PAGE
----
Note: You could save us a step here if you CC them at when you inform us of a Silent Key.
They try to match the age given in the obituary with the date of birth they have in their offline records, to further ensure they have the correct Jonathan Doe. Some obituaries neglect to include either the person’s age or dates of birth and death. If they are members of RAC, their membership information is updated since membership expires when the Amateur does. We also have to check if the person's passing was noted in a previous issue of TCA. It sometimes happens that someone reads of a Silent Key in TCA, then tells another Amateur about it, without telling them how they found out. The second Amateur then kindly writes to TCA to inform us of the bad news. We prefer to be told twice, than not to be told at all.
If the date of death is within the past two years, a notice goes into TCA. If it is farther back than that, the Silent Keys information is not published unless the person informing us of the death requests publication.
In either case, the information is added to the "all time” Silent Key list (which is not published). The information in this list is used from time to time for research purposes, such as tracing the past history of a call. Once the list for an issue is compiled (even the Silent Key list has a “deadline day”), it is sorted, proofread and sent to the TCA Editor, who catches a few more errors and figures out how to fit it into the magazine. Because we are human, occasional errors slip by despite our best efforts. Please let us know about them and we will try to correct them.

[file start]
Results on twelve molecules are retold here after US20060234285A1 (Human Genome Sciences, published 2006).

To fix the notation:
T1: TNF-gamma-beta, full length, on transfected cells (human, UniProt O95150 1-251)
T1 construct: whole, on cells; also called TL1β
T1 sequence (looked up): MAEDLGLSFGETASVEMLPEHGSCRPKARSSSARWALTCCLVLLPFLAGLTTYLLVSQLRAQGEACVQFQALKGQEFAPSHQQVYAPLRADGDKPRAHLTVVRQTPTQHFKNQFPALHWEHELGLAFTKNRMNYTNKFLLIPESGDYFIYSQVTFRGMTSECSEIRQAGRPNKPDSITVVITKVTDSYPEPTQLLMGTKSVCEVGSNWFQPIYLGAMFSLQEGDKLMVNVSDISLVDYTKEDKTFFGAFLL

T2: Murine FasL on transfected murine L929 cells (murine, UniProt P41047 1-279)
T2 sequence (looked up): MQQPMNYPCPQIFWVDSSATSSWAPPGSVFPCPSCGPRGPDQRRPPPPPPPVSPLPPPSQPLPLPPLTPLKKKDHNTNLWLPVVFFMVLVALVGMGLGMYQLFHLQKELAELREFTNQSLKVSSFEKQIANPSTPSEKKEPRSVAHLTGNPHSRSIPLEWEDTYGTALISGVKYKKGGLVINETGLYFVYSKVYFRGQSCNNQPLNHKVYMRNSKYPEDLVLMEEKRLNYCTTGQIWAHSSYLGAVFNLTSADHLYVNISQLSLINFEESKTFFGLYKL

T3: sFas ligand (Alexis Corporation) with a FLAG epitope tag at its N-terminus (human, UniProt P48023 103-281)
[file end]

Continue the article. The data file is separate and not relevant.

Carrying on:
What is the Procedure for Reassigning a call sign after an Amateur has died?
As per the document RIC-9 - Call Sign Policy and Special Event Prefixes (https://www.ic.gc.ca/eic/site/smt-gst.nsf/eng/sf02102.html), when an Amateur dies the Amateur Radio Service Centre (ARSC) (https://www.ic.gc.ca/eic/site/025.nsf/eng/h_00010.html) must be notified of the death and be provided with either a copy of the Death Certificate or an Obituary Notice, which should include the Amateur’s date of birth or age. Once the documentation is verified, the ARSC places the call sign on hold for one year from the date of passing. During this period of time, a qualified immediate family member may obtain the call sign by submitting an application. If the call sign is not obtained by an immediate family member, within the one year time period, the call sign is then released and becomes available for re-assignment.
Note: Close family friends, etc., are not eligible to obtain the call sign during the year that the call sign is on hold. If the family does not want the call sign, they can write or email the ARSC granting permission to release the call sign early. Once a call sign is released it is assigned on a "first come - first served" basis.
The Amateur Radio Service Centre (ARSC) can be contacted at the following address:
Innovation, Science and Economic Development Canada
Amateur Radio Service Centre
2 Queen St E
Sault Ste Marie ON P6A 1Y3
Telephone: 1-888-780-3333 (Toll free)
Hours of Operation: 8:30 a.m. to 4:30 p.m. (Eastern time)